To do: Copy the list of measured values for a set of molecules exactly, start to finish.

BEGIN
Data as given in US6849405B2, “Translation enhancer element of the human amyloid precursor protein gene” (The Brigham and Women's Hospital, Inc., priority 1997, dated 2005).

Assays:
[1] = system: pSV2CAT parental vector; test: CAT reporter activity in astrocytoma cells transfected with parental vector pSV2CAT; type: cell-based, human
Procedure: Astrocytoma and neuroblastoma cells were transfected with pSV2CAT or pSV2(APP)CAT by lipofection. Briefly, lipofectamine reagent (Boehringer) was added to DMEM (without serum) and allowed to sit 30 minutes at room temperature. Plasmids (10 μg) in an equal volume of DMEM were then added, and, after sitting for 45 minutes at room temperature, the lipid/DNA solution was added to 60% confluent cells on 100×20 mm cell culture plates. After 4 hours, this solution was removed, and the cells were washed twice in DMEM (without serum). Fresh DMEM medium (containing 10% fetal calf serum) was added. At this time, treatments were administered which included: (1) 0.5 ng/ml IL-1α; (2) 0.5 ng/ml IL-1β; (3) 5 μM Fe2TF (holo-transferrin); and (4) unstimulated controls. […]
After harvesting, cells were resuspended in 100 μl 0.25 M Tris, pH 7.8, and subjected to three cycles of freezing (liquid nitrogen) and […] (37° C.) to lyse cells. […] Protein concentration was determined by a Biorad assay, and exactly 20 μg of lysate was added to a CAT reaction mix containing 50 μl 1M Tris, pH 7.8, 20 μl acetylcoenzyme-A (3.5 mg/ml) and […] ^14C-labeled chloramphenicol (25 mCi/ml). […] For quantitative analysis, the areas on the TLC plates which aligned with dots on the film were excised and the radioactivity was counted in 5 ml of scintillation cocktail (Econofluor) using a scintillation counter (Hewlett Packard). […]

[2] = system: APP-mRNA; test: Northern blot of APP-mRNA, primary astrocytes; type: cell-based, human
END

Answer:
Data as given in US6849405B2, “Translation enhancer element of the human amyloid precursor protein gene” (The Brigham and Women's Hospital, Inc., priority 1997, dated 2005).

Assays:
[1] = system: pSV2CAT parental vector; test: CAT reporter activity in astrocytoma cells transfected with parental vector pSV2CAT; type: cell-based, human
Procedure: Astrocytoma and neuroblastoma cells were transfected with pSV2CAT or pSV2(APP)CAT by lipofection. Briefly, lipofectamine reagent (Boehringer) was added to DMEM (without serum) and allowed to sit 30 minutes at room temperature. Plasmids (10 μg) in an equal volume of DMEM were then added, and, after sitting for 45 minutes at room temperature, the lipid/DNA solution was added to 60% confluent cells on 100×20 mm cell culture plates. After 4 hours, this solution was removed, and the cells were washed twice in DMEM (without serum). Fresh DMEM medium (containing 10% fetal calf serum) was added. At this time, treatments were administered which included: (1) 0.5 ng/ml IL-1α; (2) 0.5 ng/ml IL-1β; (3) 5 μM Fe2TF (holo-transferrin); and (4) unstimulated controls. […]
After harvesting, cells were resuspended in 100 μl 0.25 M Tris, pH 7.8, and subjected to three cycles of freezing (liquid nitrogen) and […] (37° C.) to lyse cells. […] Protein concentration was determined by a Biorad assay, and exactly 20 μg of lysate was added to a CAT reaction mix containing 50 μl 1M Tris, pH 7.8, 20 μl acetylcoenzyme-A (3.5 mg/ml) and […] ^14C-labeled chloramphenicol (25 mCi/ml). […] For quantitative analysis, the areas on the TLC plates which aligned with dots on the film were excised and the radioactivity was counted in 5 ml of scintillation cocktail (Econofluor) using a scintillation counter (Hewlett Packard). […]

[2] = system: APP-mRNA; test: Northern blot of APP-mRNA, primary astrocytes; type: cell-based, human